Dainese Altitune Collection
Just in time for spring, a large package filled with the latest from the Dainese Altitune collection showed up for me to test. I did my best to do so in the non-inclement weather that had also just arrived…I took it fishing…I found a few rainstorms on my motorbike…but now that the weather has turned all October (very nearly November) on us, I feel I can finally do these clothes some justice.
Atmo-lite 3L Jacket
The piece that will likely find the most interest from our dear readers, is the Atmo-lite 3L Jacket. This jacket comes with all the things you expect of a high performance waterproof/breathable jacket. It’s constructed of Dainese D-Dry 3 layer laminated membrane, complete with fully taped seams. Zippers are waterproofed and seams are kept to a minimum. It leans towards the waterproof side of the waterproof/breathable spectrum – you’ll find yourself peeling this jacket off pretty quickly once the rain stops. The fabric is relatively soft to the touch but seems to be fairly abrasion resistant – I’ve yet to hit the ground to test that out, though.
The sleeves have basic cuffs with a velcro closure that should accommodate most cycling gloves. Move up to the armpit and there’s a few small venting holes, as well as a half-pit zip (also complete with a waterproof zipper). The pit zip design is quite nice, as it allows you to create some airflow without turning your sleeve into a giant wind sock.
The hood is designed to fit under a helmet, which it does with a little bit of coaxing. It tends to bunch up under your helmet a smidgen and is a teensy bit restrictive, but it keeps the rain from saturating your hair and dribbling down your back.
The most visibly exciting detail of the jacket is the watch window that they’ve sewn into the left-hand sleeve (screw all you lefties, I guess). To be honest, I don’t really get why they did this and I’d wish they had left it off. It’s distracting and it never really seems to line up with your watch. The one useful function that it serves is that it fogs up once things start heating up, serving as a sort of rudimentary indicator that it’s probably time to shed a layer.
Fit is lean, especially considering that I’m wearing an XL. The request to Dainese was for a large, but they seem to know more about our North American bodies than we do. The arms are a bit long when off the bike, but cinch up into position once you’re hunched over, holding on to some handlebars.
For the MSRP of $249.99US you can afford some pretty nice clothing. This jacket performs well and would suit any euro/enduro/tech-centric rider very well.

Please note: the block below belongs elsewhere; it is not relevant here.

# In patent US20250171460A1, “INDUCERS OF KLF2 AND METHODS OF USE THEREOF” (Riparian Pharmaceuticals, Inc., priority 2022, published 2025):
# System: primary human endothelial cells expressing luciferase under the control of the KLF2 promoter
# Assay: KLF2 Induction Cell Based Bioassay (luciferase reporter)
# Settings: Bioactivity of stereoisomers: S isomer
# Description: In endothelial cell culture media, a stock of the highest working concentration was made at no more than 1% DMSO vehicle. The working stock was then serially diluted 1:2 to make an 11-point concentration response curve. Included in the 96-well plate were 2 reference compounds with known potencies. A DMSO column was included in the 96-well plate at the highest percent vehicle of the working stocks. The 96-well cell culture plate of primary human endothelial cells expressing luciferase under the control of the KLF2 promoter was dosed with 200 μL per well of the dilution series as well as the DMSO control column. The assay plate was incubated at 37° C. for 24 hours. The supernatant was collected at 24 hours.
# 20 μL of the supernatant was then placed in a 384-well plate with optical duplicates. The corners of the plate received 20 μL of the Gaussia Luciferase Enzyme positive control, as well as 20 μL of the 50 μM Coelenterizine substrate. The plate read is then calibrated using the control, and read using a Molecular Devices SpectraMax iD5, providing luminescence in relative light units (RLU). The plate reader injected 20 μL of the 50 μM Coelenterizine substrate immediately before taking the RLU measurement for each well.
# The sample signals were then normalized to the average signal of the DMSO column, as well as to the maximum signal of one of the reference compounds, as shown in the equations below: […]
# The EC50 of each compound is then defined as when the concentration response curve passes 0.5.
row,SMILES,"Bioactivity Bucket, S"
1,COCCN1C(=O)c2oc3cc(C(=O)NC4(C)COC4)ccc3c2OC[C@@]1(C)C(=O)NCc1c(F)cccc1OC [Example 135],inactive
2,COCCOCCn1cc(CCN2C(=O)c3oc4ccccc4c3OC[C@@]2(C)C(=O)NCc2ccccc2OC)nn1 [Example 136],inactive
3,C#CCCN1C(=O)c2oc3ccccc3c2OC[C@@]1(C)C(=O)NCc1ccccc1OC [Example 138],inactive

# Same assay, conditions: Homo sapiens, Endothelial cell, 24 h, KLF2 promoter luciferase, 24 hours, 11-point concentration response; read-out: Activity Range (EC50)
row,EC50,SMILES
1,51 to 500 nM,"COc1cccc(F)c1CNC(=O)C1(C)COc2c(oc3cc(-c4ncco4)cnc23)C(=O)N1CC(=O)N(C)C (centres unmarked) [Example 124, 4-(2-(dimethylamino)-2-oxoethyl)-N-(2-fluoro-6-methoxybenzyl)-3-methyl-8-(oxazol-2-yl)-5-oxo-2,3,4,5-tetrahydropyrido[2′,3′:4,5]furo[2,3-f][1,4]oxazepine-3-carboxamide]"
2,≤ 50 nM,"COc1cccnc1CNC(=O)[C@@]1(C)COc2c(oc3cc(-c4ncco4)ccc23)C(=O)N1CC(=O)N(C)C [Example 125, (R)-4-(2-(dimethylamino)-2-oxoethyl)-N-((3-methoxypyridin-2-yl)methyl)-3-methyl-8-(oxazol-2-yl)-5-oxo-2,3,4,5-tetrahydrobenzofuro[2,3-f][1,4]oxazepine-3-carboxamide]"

Atmo-lite 3L Pants
The Atmo-lite 3L Pants are constructed of the same stuff as the jacket – 3 layer D-Dry membrane, taped seams, waterproof zippers, etc. Except they’re not a jacket. They’re pants.
I probably could have benefitted here from the L, rather than the XL that I received. These pants just fit a little bit funny. The thighs have enough room to fit a Russian weightlifter and the legs are pretty long, although, once again, when you’re hunched over your bike the fit makes more sense.
One really nice thing about the fit is that the rear comes up nice and high, and the waist cinches really keep the pants in place. This is enough to cure even an unrepentant mooner of fellow cyclists of their ways. As well, the cuffs are simple and effective, and there’s even a scuff guard on the inside of the right leg to prevent the worst from happening when you inevitably rub up against your chainring.
So they didn’t fit me quite right, but boy do they keep you dry! Oh man, riding my motorcycle from Nanaimo to Tofino in a monsoon proved that these pants can easily take on anything that a measly bicycle could throw at them.
MSRP for the pants is $219.99US.
The Loft-Lite Jacket is a bit of a wild card, but ended up being the piece that I liked the most. It’s extremely light-weight, thin, packable and provides a lot of warmth for the weight. It’s filled with PrimaLoft insulation, so no geese are harmed on your behalf. I actually started wearing this jacket around town a bit, I liked it so much, but looking at the photos, I may have to stop doing that.
The greatest thing about the jacket is the hood. Unlike the body, it’s non-insulated – just a thin piece of fabric, really. But it tucks oh-so-nicely up under your helmet and is the perfect thing for keeping your ears warm on those early morning commutes. Well done.
Other than that, there are two nicely placed external pockets to keep your hands warm (off the bike, of course), as well as two large internal pockets that are large enough to store a giant burrito or a small kitten. I love pockets like this and I think every jacket should come with pockets like this.
The MSRP of this jacket is $229.99US, which puts it in rarified air. There are plenty of similar puffy jackets available for this kind of money (or less), but I’ve never seen one so specifically designed around cycling.
This is serious clothing that requires a bit of an investment. If you make sure to get your fit right, it will keep you warm and dry for a long period of time.
Check dainese.com for more info.
Any monsoons where you live?